Hotmail became hot when it became Outlook

Who uses Hotmail? I know  a couple of people who use it, simply because they’ve had it for years, but other than those two, virtually nobody. As people are aware, Hotmail was one of those earlier internet memes denoting a loser in the realms of email. Certainly, people don’t like saying “I have a Hotmail account”. Some would say it is tantamount to announcing you get boners from the dead.

Certainly, there was nothing to love about Hotmail back in its days. It was a dead product still creeping up the dark alleys watching the growth of Yahoo mail and Gmail.

With the growth of Android, so was the growth of Gmail. After all, nearly every Android owner would have to register with a Google account to be able to enjoy all the awesome features. Having a Google account means that you have Gmail. If you will be stuck with a Google account anyway, and since it is nicely integrated to your phone, then you probably decided like I did to just stick with Gmail. It stuck. It was good. It was the email provider to beat.

Changing email accounts is not easy. It is like moving to a different provider with a whole new number or living in a completely different country. There are lots of things to adjust and lots of people to inform. Yet, when Microsoft went ahead and upgraded Hotmail and re-branded it as Outlook, people were in a rush to get an account of their own.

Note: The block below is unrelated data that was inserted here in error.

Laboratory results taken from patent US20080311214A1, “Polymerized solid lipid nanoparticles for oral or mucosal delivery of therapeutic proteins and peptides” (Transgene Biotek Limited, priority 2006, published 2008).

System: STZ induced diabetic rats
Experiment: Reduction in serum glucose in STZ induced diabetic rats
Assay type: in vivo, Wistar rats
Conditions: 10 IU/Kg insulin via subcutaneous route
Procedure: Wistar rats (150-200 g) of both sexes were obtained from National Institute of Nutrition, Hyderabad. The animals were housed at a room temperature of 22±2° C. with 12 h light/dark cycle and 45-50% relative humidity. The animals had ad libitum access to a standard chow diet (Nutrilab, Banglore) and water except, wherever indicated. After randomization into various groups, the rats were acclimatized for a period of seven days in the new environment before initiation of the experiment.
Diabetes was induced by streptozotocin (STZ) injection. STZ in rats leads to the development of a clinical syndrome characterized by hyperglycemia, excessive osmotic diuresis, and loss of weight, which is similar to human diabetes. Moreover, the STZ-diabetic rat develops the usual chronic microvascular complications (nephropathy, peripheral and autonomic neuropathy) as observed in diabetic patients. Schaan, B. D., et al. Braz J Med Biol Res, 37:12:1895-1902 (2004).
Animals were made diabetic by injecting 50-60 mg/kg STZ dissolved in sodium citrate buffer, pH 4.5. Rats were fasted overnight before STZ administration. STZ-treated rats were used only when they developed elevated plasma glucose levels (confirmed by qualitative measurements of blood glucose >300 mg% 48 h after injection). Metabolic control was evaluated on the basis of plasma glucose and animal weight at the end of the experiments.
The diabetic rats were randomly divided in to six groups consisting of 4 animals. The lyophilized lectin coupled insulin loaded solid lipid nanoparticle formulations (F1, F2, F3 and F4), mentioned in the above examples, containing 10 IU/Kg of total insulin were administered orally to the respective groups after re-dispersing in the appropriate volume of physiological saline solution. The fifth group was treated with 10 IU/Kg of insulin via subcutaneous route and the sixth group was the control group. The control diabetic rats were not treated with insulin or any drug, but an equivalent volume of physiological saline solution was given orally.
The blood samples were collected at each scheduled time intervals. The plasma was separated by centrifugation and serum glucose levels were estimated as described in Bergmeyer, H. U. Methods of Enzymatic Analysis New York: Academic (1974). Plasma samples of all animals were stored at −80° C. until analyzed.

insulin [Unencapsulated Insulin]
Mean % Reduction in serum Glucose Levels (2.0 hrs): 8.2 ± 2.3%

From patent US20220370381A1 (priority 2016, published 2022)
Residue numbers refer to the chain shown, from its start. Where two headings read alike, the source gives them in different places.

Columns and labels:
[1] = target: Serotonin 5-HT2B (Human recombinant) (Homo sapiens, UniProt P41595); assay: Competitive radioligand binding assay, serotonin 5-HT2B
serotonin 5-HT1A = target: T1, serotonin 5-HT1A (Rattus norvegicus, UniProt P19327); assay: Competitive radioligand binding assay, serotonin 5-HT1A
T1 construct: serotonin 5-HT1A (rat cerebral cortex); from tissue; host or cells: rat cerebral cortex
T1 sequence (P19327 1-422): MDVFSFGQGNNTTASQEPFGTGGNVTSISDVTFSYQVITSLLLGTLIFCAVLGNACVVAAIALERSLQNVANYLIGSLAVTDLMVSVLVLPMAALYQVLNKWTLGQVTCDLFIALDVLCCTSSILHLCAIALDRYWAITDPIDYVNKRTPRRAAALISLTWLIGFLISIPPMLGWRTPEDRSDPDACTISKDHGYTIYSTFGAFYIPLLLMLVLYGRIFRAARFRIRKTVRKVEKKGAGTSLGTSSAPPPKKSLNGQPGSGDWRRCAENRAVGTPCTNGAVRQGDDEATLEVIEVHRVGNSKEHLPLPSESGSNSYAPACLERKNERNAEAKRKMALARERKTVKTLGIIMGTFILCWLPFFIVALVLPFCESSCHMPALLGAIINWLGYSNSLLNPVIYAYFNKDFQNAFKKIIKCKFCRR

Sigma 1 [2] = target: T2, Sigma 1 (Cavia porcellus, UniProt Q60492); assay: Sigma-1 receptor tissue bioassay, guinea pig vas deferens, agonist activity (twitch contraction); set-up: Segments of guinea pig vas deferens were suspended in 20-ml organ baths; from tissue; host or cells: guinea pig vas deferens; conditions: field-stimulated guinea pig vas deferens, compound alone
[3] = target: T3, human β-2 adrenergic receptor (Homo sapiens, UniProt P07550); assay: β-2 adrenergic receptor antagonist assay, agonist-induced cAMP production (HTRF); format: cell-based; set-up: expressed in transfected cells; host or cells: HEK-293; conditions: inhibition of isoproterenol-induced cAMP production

The best thing about it is that Outlook.com is not just a Windows 8 hype; it proves to be superior to the current designs of Gmail. While I say superior, I don’t mean overly superior. They just one-upped Google in simplicity and beauty. In fact, overall, it reminds anyone of Gmail. Apparently, that was the goal of Microsoft: to get a piece of the Gmail pie by looking just like it.

Another reason why Outlook became so popular very quickly is that people want to try its social network integration which beats Google’s single social network: Google+. Outlook is slated to have Facebook, Twitter, and LinkedIn. Skype may also grace the new email service, making it a connectivity powerhouse.

Just like with owning a Gmail account, your Outlook account is your online gateway to services like SkyDrive, Contacts management, Messenger integration, and their own calendar. Granted that the calendar and the SkyDrive have yet to receive the Metro facelift, it is expected that it will happen pretty soon.

Spamming is also safeguarded by frequent sign-ins. Quite annoying, but it may prove beneficial in the long run. Aside from that little hiccup, I find that Outlook runs faster than my Gmail on Chrome. If anything, that is a good indication of things to come.

One thing you will like about the overall design is that it looks ready for touch. Buttons are large enough, and easy to hit on a touch screen device. Microsoft is really taking aim into providing all of their services in a touch friendly environment. They are way ahead of the curve in these aspects.

Outlook.com deserves respect. It looks beautiful, clean, and generally Ad free. The only thing missing now is the integration to Mobile, which is predicted to be the same type of integration Google does to their Androids. Outlook is another step at making sure your transfer to the Windows 8 platform is seamless across all major services. Still, the change in email address may take a lot of paperwork and rearranging of your registrations to fully migrate everything in the right email service.

Image sources: bgr.com, theaustralian.com.au, digitaltrends.com

>
Exit mobile version